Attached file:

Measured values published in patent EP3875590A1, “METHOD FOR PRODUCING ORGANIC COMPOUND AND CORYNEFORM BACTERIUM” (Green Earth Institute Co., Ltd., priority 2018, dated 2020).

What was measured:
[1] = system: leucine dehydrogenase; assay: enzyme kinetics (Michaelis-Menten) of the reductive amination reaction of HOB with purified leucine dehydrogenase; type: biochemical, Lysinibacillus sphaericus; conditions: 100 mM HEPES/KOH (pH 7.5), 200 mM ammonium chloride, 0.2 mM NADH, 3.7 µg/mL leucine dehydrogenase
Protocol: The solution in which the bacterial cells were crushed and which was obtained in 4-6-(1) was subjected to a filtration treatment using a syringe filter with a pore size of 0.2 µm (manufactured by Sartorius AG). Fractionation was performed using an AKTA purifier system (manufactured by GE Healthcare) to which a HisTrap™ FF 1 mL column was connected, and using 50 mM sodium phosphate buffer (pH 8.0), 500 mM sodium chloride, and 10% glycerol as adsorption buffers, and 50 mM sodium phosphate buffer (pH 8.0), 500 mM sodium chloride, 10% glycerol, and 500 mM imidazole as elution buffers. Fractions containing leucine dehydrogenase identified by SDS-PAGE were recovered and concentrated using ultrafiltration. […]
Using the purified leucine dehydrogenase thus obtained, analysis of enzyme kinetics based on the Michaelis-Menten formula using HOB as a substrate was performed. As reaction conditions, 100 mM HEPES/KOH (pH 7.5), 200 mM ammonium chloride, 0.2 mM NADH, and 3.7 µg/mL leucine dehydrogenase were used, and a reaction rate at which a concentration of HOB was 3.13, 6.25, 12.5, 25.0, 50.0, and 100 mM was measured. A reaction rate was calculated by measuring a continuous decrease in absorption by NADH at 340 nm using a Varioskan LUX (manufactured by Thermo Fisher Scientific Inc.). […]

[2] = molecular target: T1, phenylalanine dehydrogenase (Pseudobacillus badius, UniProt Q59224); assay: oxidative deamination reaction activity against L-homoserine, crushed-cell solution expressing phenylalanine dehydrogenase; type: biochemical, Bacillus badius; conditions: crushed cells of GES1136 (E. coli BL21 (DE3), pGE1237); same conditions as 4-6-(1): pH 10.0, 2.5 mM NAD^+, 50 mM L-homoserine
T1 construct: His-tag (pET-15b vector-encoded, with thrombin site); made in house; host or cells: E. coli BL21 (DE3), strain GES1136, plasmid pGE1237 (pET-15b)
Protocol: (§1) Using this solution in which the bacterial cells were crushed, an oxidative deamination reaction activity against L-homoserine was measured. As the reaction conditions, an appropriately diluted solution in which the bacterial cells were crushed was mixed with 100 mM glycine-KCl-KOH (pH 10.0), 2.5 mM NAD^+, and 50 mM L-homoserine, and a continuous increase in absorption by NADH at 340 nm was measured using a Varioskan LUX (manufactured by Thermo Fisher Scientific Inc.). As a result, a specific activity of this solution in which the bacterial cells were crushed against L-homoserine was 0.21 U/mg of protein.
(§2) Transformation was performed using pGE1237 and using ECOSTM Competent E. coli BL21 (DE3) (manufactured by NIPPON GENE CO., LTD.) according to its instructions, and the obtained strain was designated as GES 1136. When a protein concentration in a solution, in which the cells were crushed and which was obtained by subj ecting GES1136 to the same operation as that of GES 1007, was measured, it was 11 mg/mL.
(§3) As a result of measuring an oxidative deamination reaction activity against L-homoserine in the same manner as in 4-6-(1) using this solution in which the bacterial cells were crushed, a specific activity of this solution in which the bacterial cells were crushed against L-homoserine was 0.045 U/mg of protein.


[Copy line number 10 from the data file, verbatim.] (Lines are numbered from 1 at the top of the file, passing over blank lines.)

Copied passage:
(§3) As a result of measuring an oxidative deamination reaction activity against L-homoserine in the same manner as in 4-6-(1) using this solution in which the bacterial cells were crushed, a specific activity of this solution in which the bacterial cells were crushed against L-homoserine was 0.045 U/mg of protein.